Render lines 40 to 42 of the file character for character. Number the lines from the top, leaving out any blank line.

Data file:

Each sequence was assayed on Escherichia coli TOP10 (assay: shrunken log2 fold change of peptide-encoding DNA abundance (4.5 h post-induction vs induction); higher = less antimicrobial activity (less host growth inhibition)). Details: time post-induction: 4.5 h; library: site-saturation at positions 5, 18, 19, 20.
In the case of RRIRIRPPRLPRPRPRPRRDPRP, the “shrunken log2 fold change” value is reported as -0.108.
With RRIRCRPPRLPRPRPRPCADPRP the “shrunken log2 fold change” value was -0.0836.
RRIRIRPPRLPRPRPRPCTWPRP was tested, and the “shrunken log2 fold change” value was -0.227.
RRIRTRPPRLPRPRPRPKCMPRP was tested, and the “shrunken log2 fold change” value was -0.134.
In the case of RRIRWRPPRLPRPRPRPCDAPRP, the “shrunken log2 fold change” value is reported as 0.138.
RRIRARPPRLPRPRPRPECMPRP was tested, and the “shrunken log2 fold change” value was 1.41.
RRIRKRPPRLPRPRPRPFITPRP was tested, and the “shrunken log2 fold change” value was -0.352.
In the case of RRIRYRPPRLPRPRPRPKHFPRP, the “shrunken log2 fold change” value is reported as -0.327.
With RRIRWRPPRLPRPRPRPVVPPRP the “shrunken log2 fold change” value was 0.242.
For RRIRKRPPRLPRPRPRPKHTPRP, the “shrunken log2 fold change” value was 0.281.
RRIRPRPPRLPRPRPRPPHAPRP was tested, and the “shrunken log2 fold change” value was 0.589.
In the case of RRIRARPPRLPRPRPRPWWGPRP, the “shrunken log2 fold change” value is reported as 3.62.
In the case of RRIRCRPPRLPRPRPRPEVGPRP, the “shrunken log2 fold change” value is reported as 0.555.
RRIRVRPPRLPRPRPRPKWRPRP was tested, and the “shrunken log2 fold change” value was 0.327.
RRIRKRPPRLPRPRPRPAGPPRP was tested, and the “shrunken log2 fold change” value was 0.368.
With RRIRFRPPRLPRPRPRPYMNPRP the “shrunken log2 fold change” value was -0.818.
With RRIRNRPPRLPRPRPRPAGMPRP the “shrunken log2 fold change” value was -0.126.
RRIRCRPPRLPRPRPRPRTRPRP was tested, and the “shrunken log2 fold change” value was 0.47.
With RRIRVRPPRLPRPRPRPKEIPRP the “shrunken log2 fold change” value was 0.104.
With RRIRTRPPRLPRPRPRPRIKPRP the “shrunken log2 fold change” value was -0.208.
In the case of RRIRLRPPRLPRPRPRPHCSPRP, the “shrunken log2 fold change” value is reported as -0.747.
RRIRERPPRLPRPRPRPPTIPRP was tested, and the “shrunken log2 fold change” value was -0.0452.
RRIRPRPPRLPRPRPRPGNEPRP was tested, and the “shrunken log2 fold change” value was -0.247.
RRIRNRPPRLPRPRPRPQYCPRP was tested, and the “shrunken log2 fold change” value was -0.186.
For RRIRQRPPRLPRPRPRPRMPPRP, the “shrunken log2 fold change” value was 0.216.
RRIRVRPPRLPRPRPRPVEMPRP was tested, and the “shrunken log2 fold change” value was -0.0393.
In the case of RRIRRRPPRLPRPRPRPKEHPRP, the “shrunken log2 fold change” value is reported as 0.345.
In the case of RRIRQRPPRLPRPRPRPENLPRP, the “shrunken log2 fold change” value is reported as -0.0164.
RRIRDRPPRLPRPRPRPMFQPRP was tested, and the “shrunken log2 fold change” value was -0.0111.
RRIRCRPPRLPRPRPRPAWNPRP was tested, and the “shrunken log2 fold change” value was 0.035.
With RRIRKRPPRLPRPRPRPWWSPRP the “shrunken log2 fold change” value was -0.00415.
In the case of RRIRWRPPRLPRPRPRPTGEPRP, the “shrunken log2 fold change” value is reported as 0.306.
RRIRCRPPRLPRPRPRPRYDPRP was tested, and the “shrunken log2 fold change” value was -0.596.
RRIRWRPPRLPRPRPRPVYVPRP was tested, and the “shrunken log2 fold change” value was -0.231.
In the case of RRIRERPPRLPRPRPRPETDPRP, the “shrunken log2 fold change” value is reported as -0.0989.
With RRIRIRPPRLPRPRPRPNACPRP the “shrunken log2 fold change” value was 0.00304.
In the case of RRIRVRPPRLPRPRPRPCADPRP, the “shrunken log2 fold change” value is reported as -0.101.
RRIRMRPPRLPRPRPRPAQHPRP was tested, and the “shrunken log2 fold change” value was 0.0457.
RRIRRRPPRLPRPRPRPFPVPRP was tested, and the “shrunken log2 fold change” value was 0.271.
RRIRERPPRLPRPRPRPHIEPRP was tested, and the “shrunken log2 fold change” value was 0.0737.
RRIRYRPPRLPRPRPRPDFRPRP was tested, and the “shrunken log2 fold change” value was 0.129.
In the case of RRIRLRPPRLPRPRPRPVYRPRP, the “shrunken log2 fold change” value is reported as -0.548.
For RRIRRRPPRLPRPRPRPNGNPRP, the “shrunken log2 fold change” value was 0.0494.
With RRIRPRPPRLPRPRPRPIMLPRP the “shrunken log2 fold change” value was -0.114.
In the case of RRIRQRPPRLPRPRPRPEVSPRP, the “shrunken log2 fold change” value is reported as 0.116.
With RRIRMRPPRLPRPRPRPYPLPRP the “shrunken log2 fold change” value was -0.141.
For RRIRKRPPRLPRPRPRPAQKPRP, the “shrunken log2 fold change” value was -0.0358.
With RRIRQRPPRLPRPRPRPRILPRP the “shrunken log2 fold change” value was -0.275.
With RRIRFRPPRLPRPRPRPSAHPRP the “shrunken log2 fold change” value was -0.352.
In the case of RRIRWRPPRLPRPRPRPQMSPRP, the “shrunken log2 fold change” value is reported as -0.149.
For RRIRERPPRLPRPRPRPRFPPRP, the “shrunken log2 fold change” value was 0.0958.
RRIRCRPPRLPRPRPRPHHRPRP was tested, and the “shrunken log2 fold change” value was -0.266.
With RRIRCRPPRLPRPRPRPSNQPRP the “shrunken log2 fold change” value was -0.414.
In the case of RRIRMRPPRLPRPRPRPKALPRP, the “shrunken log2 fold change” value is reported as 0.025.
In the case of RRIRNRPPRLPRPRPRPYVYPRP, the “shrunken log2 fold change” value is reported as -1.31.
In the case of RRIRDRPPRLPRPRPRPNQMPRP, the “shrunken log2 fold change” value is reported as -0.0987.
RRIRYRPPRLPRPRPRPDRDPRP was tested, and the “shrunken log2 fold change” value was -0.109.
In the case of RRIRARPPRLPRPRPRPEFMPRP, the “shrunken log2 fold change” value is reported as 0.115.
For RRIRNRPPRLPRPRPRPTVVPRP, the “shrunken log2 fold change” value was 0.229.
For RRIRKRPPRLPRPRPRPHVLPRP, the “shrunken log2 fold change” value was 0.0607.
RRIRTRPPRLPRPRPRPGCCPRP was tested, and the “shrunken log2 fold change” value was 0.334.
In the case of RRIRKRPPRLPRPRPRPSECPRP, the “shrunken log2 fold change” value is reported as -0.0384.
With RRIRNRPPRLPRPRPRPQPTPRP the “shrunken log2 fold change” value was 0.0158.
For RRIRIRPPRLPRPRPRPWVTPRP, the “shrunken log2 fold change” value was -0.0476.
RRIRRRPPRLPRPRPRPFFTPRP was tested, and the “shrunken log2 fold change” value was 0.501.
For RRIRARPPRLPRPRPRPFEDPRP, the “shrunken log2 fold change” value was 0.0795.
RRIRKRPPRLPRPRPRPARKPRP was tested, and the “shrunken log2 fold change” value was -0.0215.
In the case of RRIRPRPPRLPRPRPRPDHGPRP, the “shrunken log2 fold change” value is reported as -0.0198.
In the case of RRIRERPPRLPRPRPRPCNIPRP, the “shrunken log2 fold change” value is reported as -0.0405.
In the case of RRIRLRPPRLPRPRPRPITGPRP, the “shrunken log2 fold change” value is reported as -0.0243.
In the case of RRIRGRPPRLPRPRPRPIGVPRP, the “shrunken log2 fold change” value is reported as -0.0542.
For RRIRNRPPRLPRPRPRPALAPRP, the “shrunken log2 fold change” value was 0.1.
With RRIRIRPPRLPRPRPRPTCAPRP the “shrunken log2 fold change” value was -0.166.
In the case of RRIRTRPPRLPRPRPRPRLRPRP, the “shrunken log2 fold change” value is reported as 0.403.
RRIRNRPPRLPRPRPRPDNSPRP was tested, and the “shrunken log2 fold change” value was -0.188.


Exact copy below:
RRIRRRPPRLPRPRPRPFPVPRP was tested, and the “shrunken log2 fold change” value was 0.271.
RRIRERPPRLPRPRPRPHIEPRP was tested, and the “shrunken log2 fold change” value was 0.0737.
RRIRYRPPRLPRPRPRPDFRPRP was tested, and the “shrunken log2 fold change” value was 0.129.